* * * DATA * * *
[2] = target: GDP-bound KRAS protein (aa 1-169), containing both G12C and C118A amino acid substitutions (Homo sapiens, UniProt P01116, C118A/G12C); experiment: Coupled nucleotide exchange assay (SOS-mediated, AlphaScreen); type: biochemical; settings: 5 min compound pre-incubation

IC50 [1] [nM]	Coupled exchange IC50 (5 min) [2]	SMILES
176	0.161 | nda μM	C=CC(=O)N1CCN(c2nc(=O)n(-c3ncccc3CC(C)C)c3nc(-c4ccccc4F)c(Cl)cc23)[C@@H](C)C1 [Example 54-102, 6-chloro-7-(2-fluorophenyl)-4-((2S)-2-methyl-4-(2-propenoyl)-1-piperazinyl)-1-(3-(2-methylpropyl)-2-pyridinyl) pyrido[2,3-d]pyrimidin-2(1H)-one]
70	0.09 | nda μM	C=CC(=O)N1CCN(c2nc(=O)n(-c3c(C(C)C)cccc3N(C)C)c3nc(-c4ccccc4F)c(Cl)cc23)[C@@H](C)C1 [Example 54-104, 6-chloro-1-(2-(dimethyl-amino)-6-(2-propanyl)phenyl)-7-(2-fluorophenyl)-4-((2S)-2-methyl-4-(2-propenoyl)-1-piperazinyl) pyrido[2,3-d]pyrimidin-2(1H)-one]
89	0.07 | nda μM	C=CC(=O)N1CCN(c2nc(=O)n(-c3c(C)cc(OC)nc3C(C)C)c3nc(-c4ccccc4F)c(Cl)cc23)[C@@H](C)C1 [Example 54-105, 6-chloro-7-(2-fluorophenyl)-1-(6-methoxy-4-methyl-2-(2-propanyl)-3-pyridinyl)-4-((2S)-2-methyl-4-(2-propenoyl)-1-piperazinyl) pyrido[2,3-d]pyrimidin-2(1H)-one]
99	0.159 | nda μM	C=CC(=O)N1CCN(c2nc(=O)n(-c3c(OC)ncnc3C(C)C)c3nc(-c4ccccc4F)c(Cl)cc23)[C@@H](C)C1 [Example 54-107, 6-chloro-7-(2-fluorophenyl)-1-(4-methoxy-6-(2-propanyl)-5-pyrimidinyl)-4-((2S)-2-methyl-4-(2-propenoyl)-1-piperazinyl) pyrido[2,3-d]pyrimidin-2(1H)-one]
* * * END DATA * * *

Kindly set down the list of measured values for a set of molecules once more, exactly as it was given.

[2] = target: GDP-bound KRAS protein (aa 1-169), containing both G12C and C118A amino acid substitutions (Homo sapiens, UniProt P01116, C118A/G12C); experiment: Coupled nucleotide exchange assay (SOS-mediated, AlphaScreen); type: biochemical; settings: 5 min compound pre-incubation

IC50 [1] [nM]	Coupled exchange IC50 (5 min) [2]	SMILES
176	0.161 | nda μM	C=CC(=O)N1CCN(c2nc(=O)n(-c3ncccc3CC(C)C)c3nc(-c4ccccc4F)c(Cl)cc23)[C@@H](C)C1 [Example 54-102, 6-chloro-7-(2-fluorophenyl)-4-((2S)-2-methyl-4-(2-propenoyl)-1-piperazinyl)-1-(3-(2-methylpropyl)-2-pyridinyl) pyrido[2,3-d]pyrimidin-2(1H)-one]
70	0.09 | nda μM	C=CC(=O)N1CCN(c2nc(=O)n(-c3c(C(C)C)cccc3N(C)C)c3nc(-c4ccccc4F)c(Cl)cc23)[C@@H](C)C1 [Example 54-104, 6-chloro-1-(2-(dimethyl-amino)-6-(2-propanyl)phenyl)-7-(2-fluorophenyl)-4-((2S)-2-methyl-4-(2-propenoyl)-1-piperazinyl) pyrido[2,3-d]pyrimidin-2(1H)-one]
89	0.07 | nda μM	C=CC(=O)N1CCN(c2nc(=O)n(-c3c(C)cc(OC)nc3C(C)C)c3nc(-c4ccccc4F)c(Cl)cc23)[C@@H](C)C1 [Example 54-105, 6-chloro-7-(2-fluorophenyl)-1-(6-methoxy-4-methyl-2-(2-propanyl)-3-pyridinyl)-4-((2S)-2-methyl-4-(2-propenoyl)-1-piperazinyl) pyrido[2,3-d]pyrimidin-2(1H)-one]
99	0.159 | nda μM	C=CC(=O)N1CCN(c2nc(=O)n(-c3c(OC)ncnc3C(C)C)c3nc(-c4ccccc4F)c(Cl)cc23)[C@@H](C)C1 [Example 54-107, 6-chloro-7-(2-fluorophenyl)-1-(4-methoxy-6-(2-propanyl)-5-pyrimidinyl)-4-((2S)-2-methyl-4-(2-propenoyl)-1-piperazinyl) pyrido[2,3-d]pyrimidin-2(1H)-one]